2023 Knowledge Brokers

Allan Martin

Allan C. Martin joined NEPC in 2000. In 2018, he was named a Chief Investment Officer Knowledge Broker and at the CIO Industry Innovation Awards, he was named Consultant of the Year. He currently advises six large public pension funds.

Prior to joining NEPC, Martin worked for four years at Dresdner RCM Global Investors in San Francisco as managing director and partner for global marketing and client services.

Previously, Martin worked at Bankers Trust Company in New York for 26 years in various investment management, consulting and trustee/master custody capacities. His last position at BT was managing director of the $400 billion Global Retirement Services Group, the umbrella organization encompassing the full array of BT’s investment and administrative services for public and private pension and endowment funds.

Martin earned an MBA in finance/operations research from Stanford University in 1969 and a B.A. in mathematics, cum laude, from Stanford in 1967.

CIO: What changes are you making to your asset allocation advice given the current state of monetary policy in a post-COVID, deglobalizing world and considering the impact of inflation and rising interest rates?

Martin: Investors experienced a paradigm shift in 2022, as central banks transitioned from supporting economic growth to combating inflation. This paradigm shift will reset the expectations for investors, capital markets, economies, consumers and corporations across the globe. This transition is forcing a broad re-pricing across all financial assets, and higher discount rates are likely to challenge the capital market structures that thrived over the last decade. The 40-year interest rate super cycle has ended, and capital markets are only beginning to reflect an environment of higher discount rates and an increased cost of capital. With this regime shift, we are focused on the implications of three core themes:

  • Tight Monetary Policy and High Discount Rates: We are encouraging the adoption of more defensive asset allocation structures, adding greater exposure to equities, public and private, embracing the risk-return benefits of higher contractual income, public and especially private, and dedicated allocations to Treasurys and other defensive assets.
  • Importance of Real Returns: Nominal returns have been the primary consideration of the last 10 years, and this is likely to change over the next decade. To this end, we are looking to identify high-carry assets to add to portfolios while also considering the use of inflation-sensitive assets.
  • Disruption to Portfolio Construction: Rising interest rates and sticky inflation levels disrupt traditional asset allocation structures, and we encourage investors to explore the use of diversifying assets to hold greater liquidity and to review strategic policy targets for portfolios.

CIO: What (actionable thing) have you learned over the course of your career that has proven itself this year?

Martin: Building a successful investment program in a dynamic and ever-changing economic and political environment requires insight into fundamental economic and investment activities and principals, a rational framework for incorporating and assessing new research and information, fortitude to stay the course when short-term disruptions occur and the courage to act when others are in distress. In volatile and stressful times, it is important to remember that a well-reasoned long-term asset allocation plan, appropriately diversified to provide protection in adverse environments, is the best protection against long-term capital loss. For example, those who recognized the implications of the ensuing capital shortage occasioned by the Global Financial crisis in 2008 and acted by adopting strategic allocations to private credit were handsomely rewarded. More recently, the failure of Silicon Valley Bank and other regional banks presented additional opportunities to increase and refine private credit allocations.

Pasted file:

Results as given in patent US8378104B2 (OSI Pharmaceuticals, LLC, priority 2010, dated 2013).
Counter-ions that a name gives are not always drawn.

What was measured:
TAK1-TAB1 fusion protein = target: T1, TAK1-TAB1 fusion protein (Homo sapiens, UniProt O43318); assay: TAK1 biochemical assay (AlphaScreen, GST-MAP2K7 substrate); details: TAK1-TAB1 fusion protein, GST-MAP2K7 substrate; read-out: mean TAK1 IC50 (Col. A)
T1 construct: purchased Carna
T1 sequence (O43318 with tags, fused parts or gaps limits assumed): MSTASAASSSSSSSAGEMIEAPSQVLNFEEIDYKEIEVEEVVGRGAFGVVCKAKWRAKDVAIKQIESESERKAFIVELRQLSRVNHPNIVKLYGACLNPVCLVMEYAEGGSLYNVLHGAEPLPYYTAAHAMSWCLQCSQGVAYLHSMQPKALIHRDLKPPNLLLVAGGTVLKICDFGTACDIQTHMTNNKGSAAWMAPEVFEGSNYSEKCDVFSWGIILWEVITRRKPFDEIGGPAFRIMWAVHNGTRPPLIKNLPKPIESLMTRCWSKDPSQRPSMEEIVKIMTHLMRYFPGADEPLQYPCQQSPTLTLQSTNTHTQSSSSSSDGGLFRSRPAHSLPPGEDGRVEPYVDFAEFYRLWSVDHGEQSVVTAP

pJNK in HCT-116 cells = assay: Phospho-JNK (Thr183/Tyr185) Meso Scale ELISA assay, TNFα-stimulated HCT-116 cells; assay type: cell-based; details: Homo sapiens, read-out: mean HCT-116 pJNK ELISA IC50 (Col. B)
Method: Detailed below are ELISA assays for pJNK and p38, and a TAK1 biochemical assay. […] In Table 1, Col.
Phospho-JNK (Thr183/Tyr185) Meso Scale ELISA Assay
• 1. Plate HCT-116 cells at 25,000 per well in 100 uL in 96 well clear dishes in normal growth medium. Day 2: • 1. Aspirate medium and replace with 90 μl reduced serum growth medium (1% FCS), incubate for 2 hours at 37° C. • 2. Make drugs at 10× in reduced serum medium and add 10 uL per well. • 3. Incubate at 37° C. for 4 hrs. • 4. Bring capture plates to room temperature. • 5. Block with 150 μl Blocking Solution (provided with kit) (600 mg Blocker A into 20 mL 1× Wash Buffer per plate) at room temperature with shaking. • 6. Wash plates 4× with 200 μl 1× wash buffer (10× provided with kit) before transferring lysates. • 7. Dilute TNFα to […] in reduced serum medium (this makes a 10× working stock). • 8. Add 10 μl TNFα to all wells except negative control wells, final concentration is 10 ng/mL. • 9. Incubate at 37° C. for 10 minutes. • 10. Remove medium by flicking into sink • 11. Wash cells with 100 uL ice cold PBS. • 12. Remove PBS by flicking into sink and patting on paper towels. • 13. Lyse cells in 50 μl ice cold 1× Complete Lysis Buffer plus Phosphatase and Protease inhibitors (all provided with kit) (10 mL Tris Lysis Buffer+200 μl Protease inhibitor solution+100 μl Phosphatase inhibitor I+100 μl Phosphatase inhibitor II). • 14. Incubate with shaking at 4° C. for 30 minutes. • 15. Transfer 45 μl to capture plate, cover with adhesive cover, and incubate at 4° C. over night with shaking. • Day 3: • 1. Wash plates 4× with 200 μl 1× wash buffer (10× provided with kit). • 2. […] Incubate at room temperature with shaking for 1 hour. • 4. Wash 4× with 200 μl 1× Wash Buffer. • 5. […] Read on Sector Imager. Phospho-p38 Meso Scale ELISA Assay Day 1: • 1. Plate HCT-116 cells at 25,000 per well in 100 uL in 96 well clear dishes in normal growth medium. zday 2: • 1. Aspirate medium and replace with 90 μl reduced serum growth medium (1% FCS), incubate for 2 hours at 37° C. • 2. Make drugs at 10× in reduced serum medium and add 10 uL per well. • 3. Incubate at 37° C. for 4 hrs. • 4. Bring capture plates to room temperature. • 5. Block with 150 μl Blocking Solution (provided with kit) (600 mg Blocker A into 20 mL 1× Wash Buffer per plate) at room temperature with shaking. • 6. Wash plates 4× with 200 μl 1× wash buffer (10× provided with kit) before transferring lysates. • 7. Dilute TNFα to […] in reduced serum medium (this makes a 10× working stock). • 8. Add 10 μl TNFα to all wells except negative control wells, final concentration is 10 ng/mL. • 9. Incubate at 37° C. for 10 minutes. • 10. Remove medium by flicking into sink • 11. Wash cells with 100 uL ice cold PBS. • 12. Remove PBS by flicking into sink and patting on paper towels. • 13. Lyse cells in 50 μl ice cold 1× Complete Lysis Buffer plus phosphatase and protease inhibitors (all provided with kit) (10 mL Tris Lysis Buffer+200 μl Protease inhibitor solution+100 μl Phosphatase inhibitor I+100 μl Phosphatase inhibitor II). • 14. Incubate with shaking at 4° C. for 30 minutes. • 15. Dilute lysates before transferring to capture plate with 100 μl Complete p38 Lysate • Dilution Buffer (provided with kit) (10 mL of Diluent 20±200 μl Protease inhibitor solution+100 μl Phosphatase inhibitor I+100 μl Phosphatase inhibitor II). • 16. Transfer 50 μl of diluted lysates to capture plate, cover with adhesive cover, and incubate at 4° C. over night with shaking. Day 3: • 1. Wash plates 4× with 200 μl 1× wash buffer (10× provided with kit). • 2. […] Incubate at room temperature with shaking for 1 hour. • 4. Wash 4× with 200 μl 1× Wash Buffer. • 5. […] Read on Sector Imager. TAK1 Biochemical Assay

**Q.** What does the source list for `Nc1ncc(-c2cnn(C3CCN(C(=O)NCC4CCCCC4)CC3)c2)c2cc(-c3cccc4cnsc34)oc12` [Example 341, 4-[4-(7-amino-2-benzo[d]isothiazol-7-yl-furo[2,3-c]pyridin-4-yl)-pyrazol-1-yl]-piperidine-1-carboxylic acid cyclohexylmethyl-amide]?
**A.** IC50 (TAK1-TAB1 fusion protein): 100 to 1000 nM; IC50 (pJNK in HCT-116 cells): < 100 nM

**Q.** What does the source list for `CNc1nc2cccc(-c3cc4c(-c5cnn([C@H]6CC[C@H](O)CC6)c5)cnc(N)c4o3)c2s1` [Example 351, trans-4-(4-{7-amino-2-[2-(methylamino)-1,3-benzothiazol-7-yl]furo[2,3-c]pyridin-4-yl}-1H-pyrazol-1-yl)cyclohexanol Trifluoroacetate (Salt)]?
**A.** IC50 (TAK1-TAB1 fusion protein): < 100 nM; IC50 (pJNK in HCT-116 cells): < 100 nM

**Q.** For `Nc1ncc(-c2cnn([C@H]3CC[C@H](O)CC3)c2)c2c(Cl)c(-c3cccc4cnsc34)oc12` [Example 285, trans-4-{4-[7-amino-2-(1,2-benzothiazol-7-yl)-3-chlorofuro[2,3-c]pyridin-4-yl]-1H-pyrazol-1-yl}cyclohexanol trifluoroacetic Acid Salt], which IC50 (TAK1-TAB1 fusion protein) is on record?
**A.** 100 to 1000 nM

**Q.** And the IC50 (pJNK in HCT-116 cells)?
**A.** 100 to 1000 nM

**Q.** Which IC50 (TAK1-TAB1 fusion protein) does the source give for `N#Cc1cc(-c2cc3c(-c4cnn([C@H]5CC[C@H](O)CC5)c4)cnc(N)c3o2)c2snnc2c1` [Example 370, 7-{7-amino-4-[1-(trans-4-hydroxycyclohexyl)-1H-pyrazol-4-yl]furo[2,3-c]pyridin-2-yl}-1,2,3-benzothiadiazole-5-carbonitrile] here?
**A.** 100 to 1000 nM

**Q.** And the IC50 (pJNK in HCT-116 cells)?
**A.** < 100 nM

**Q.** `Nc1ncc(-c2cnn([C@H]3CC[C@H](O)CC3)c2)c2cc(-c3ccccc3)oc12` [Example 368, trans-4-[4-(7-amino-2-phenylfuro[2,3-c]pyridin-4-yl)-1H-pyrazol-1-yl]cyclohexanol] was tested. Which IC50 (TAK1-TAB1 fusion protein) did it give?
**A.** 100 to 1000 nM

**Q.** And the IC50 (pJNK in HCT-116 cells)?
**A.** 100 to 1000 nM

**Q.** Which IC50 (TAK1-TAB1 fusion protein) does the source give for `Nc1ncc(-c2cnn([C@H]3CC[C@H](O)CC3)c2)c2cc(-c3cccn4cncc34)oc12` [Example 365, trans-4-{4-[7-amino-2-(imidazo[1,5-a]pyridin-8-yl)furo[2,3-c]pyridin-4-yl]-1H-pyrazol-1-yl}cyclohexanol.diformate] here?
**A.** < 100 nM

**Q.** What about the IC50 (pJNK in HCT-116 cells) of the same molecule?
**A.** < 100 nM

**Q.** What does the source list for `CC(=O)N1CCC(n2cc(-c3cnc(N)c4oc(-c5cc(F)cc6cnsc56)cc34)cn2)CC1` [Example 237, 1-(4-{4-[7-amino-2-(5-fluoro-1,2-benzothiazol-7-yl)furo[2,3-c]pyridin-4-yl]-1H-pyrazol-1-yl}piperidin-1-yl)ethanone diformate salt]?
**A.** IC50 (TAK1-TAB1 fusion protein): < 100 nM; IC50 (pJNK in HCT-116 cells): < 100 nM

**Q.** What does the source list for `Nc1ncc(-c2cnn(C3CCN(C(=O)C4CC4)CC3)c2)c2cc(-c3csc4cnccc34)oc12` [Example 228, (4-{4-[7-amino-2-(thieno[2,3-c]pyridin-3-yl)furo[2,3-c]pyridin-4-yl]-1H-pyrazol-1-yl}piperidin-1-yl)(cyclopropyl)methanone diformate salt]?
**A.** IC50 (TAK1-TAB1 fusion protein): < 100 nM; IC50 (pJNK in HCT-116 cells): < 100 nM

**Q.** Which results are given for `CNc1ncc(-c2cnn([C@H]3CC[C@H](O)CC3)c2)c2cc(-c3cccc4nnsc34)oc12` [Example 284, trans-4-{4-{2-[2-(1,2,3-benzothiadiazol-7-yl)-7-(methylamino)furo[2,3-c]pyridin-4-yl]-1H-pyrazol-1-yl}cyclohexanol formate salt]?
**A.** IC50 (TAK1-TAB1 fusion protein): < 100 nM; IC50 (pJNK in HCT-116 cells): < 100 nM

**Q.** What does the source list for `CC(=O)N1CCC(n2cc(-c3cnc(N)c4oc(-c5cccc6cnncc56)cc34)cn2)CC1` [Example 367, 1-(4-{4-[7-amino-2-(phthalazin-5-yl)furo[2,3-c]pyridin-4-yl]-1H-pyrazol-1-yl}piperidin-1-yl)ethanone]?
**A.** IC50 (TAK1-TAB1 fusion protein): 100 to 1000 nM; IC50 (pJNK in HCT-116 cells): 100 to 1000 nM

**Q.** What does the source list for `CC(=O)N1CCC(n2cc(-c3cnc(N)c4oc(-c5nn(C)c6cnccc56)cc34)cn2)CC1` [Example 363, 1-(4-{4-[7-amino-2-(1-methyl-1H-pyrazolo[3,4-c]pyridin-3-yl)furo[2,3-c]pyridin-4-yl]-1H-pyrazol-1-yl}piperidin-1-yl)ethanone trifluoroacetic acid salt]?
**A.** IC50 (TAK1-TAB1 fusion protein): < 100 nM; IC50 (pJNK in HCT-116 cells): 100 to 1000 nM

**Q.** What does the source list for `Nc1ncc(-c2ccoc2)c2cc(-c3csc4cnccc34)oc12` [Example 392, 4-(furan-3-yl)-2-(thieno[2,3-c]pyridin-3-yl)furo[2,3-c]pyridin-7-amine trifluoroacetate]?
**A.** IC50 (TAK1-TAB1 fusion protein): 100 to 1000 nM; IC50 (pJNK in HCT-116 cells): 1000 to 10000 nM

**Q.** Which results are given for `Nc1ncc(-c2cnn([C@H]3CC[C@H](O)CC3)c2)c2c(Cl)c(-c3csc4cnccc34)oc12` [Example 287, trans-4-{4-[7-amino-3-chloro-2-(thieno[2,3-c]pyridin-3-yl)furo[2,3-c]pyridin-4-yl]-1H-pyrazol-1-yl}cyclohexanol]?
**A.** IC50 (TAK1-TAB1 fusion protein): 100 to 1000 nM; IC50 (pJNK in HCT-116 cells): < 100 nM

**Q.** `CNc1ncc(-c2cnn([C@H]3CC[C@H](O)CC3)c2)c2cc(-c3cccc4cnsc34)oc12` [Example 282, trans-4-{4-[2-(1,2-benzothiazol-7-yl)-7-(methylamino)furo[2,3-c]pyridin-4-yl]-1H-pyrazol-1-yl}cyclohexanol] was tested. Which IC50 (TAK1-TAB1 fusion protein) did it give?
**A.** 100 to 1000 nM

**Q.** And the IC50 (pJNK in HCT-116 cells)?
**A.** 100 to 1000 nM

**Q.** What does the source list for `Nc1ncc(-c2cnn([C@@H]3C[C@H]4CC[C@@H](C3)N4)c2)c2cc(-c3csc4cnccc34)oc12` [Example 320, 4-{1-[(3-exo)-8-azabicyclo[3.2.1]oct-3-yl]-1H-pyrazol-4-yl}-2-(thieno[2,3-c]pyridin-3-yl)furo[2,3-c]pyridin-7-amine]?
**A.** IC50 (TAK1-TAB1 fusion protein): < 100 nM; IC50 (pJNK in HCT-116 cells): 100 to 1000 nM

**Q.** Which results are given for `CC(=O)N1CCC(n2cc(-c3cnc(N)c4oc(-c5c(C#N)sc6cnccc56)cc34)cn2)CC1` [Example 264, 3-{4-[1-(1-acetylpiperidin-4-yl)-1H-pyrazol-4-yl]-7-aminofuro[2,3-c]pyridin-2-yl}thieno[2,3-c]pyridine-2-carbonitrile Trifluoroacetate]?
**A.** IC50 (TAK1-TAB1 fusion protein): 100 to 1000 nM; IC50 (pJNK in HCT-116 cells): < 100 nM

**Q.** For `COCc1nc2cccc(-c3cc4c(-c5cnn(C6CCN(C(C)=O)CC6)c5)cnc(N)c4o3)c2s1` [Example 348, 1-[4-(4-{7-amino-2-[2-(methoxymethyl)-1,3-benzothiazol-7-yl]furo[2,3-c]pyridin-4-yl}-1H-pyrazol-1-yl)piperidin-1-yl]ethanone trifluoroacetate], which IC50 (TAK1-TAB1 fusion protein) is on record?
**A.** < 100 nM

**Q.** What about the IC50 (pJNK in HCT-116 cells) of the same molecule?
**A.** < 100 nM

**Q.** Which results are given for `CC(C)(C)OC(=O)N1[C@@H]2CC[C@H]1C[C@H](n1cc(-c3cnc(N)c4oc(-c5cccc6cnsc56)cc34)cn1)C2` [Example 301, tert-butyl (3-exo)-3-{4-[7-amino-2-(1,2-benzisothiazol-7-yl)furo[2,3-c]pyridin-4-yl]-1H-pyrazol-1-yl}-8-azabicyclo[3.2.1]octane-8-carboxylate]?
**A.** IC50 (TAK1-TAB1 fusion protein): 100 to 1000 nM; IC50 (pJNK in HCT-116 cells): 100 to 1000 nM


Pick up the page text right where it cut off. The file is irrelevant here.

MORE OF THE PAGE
CIO: What macro themes will drive the most volatility for institutional investors over the next 10 years?

Martin: The likely answer to this question is a new theme or risk that is outside of the traditional consensus and will represent a surprise relative to current market views. An investor in 2005 would not have anticipated that cash rates would sit near 0% for a decade plus. The same is true today: We have been accustomed to a low interest rate environment, and Treasury rates above 6% are viewed as very unlikely. The post-World War II era has been dominated by a period of multinational negation and removal of trade barriers, leading to an unprecedented growth in international trade. Unfortunately, the concomitant growth in world GDP over this period has not been distributed evenly across income levels, leading to the current state of political polarization, which has the potential to stall or disrupt global trade and foster the reemergence of nationalism. Part of this theme to consider in the nearer term is China’s relationship with the U.S. Will the economic relationship be dependent on economic competition or economic conflict? The path of this trend has global implications for inflation and economic productivity. Lastly, the trajectory of the U.S. dollar influences global financial stability, and the trajectory of Fed monetary policy relative to other central banks will heavily influence the strength of the U.S. dollar. In the longer term, the world’s population is aging, and productivity continues to rise, so the norm of wealth distribution based on work performed will be challenged, with significant implications for the return to capital.

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